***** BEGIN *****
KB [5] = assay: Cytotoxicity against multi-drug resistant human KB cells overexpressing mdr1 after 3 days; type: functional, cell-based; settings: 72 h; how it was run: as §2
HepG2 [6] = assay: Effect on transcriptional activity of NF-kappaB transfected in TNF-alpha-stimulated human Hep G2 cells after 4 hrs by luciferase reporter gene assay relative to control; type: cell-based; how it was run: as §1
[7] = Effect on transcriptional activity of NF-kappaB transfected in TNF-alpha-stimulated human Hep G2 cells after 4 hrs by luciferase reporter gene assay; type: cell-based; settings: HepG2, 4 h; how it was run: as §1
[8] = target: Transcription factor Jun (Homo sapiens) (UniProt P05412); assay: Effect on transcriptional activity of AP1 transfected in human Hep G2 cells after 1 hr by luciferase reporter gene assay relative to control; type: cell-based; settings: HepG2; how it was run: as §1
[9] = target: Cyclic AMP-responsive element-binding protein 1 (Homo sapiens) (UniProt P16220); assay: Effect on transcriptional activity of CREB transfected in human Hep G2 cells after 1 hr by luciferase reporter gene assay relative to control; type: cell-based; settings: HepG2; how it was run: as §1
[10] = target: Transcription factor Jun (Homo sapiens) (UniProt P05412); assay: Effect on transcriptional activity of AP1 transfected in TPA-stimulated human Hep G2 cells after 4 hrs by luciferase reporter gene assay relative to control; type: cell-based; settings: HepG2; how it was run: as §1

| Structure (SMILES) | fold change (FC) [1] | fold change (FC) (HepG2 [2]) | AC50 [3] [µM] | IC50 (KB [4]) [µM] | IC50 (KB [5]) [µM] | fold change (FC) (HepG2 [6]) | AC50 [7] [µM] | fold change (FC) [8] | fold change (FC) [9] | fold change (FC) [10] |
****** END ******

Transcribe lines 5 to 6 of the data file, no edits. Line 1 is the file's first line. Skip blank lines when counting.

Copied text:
[9] = target: Cyclic AMP-responsive element-binding protein 1 (Homo sapiens) (UniProt P16220); assay: Effect on transcriptional activity of CREB transfected in human Hep G2 cells after 1 hr by luciferase reporter gene assay relative to control; type: cell-based; settings: HepG2; how it was run: as §1
[10] = target: Transcription factor Jun (Homo sapiens) (UniProt P05412); assay: Effect on transcriptional activity of AP1 transfected in TPA-stimulated human Hep G2 cells after 4 hrs by luciferase reporter gene assay relative to control; type: cell-based; settings: HepG2; how it was run: as §1